Nearly half of the 500 million stockpiled COVID-19 tests the federal government rushed to send out in early January haven’t been claimed yet, according to a report by The Associated Press.

The White House has taken orders for 68 million packages, which all contain four tests. 

That means about 46 percent of the tests have yet to be snapped up as case numbers decline across the country. 

The White House received a rush of orders for the free tests earlier this year as the highly contagious omicron variant rushed through the country. 

On the first day that the White House opened its online portal to order free COVID-19 tests, it received more than 45 million orders, according to The Associated Press

The free tests were announced in January, just as the omicron variant began surging across the country, with the Centers for Disease Control and Prevention (CDC) reporting 798,000 new COVID-19 cases on Jan. 15. 

Fast forward to Feb. 26, and data from John Hopkins University found new cases of coronavirus slightly topped 100,000, signaling a major downward trajectory of the pandemic. 

Back in January, Americans were scrambling to get COVID-19 rapid tests, with a surge in supply causing prices to rise from $17 all the way up to $50, according to Kaiser Family Foundation. That prompted the White House to quickly secure millions of free COVID-19 tests for Americans.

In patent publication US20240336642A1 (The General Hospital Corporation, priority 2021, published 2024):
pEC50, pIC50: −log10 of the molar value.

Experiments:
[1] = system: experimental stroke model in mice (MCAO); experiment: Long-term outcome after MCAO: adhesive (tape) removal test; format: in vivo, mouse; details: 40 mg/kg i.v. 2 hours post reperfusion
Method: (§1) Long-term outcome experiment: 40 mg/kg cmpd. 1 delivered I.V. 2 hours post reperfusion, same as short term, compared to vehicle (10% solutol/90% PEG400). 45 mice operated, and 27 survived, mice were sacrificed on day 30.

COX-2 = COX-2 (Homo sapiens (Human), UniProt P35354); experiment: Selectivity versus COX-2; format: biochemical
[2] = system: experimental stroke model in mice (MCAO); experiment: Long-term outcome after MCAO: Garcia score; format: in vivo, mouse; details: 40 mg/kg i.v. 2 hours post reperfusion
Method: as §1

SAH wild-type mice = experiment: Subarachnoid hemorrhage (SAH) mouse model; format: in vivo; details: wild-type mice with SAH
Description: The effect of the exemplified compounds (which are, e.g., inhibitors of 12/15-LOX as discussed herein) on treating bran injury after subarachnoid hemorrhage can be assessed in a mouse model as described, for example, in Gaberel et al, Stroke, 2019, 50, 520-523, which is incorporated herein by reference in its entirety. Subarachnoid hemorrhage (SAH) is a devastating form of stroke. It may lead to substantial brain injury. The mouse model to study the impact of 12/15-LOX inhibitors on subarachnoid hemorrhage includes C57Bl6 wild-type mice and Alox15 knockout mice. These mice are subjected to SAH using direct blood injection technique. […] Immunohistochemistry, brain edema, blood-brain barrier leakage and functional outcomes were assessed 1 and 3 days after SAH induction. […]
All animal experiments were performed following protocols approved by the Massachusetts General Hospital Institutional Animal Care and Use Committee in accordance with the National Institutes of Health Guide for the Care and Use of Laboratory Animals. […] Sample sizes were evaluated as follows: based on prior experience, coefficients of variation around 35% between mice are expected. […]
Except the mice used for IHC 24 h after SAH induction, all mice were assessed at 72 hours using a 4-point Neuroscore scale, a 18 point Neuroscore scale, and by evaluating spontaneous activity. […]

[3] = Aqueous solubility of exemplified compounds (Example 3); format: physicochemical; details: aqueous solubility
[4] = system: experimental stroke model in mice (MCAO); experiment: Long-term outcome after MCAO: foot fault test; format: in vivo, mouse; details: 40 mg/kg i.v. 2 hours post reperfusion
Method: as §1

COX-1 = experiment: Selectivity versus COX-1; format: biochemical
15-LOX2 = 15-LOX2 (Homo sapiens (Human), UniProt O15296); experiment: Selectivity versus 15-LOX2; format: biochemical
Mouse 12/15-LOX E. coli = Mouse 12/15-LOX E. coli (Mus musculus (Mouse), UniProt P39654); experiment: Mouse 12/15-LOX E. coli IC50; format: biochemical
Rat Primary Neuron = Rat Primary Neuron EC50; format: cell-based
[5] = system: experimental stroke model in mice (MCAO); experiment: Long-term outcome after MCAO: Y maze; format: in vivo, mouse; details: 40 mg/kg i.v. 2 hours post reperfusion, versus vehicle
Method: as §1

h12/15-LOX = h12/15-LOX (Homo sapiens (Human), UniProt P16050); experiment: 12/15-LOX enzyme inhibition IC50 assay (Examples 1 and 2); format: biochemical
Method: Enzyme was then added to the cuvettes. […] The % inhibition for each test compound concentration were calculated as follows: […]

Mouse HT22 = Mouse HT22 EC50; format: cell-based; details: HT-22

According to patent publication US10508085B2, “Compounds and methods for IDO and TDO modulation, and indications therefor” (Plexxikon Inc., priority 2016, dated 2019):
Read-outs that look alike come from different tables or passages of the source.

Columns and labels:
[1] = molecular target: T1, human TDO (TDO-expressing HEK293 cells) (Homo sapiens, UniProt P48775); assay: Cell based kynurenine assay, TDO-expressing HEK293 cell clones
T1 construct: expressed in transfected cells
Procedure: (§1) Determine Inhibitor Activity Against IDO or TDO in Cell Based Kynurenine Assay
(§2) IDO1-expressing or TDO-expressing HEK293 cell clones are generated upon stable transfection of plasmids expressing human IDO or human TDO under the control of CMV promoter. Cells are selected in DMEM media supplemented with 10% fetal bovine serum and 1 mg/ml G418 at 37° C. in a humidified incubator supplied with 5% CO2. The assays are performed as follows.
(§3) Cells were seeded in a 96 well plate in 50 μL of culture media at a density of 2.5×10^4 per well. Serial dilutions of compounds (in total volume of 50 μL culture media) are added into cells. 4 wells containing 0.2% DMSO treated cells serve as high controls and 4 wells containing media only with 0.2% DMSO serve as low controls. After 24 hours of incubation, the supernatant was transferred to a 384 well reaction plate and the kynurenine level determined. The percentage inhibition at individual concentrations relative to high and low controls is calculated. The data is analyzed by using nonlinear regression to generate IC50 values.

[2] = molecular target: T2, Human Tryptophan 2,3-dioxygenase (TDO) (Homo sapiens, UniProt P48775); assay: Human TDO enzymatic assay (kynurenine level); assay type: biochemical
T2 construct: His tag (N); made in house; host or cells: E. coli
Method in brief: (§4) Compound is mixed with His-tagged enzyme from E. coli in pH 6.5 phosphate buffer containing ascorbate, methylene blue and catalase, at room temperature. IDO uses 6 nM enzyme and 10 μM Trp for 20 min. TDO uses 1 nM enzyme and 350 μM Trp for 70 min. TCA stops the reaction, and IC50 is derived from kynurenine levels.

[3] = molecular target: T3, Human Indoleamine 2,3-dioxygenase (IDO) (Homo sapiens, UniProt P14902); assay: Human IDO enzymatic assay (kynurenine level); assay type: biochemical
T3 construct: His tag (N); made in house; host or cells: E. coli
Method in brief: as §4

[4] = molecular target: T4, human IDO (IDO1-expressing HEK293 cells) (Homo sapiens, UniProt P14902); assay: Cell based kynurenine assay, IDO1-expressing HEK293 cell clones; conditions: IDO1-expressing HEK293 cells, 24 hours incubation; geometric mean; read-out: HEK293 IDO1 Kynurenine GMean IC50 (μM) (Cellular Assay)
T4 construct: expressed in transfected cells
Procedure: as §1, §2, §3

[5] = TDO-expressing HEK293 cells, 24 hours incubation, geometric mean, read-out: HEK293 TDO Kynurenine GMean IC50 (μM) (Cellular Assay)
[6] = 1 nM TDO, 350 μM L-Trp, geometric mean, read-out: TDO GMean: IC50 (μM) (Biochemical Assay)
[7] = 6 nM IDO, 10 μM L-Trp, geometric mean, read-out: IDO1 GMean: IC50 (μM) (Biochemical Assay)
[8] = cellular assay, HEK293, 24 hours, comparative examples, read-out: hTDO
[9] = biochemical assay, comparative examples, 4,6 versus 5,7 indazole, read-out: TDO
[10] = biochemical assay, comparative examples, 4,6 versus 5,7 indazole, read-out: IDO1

Now, officials said they are getting fewer than 100,000 orders a day. 

The Biden administration also moved to have COVID-19 at-home tests covered by Americans’ insurance plans, with private insurers required to cover eight free rapid tests per person, per month. Medicare coverage will also begin in the spring this year.  

Alongside sending out free at-home rapid tests, the Biden administration also set up 20,000 free COVID-19 testing sites across the country in an effort to make testing more accessible to all Americans. 

Testing is still critical to containing the coronavirus pandemic, as the CDC released updated guidance on when Americans should wear masks. The agency created a tiered COVID-19 risk assessment chart, recommending those in areas with low community spread don’t need a mask.

The National Institutes of Health also emphasized the importance of continued COVID-19 testing, warning that taking COVID-19 at-home tests doesn’t always rule out a positive infection. 

Michelle Barron, senior medical director of infection prevention and control for UC Health in Colorado, has also warned that despite at-home rapid tests being convenient, they are only accurate about 80 percent of the time.


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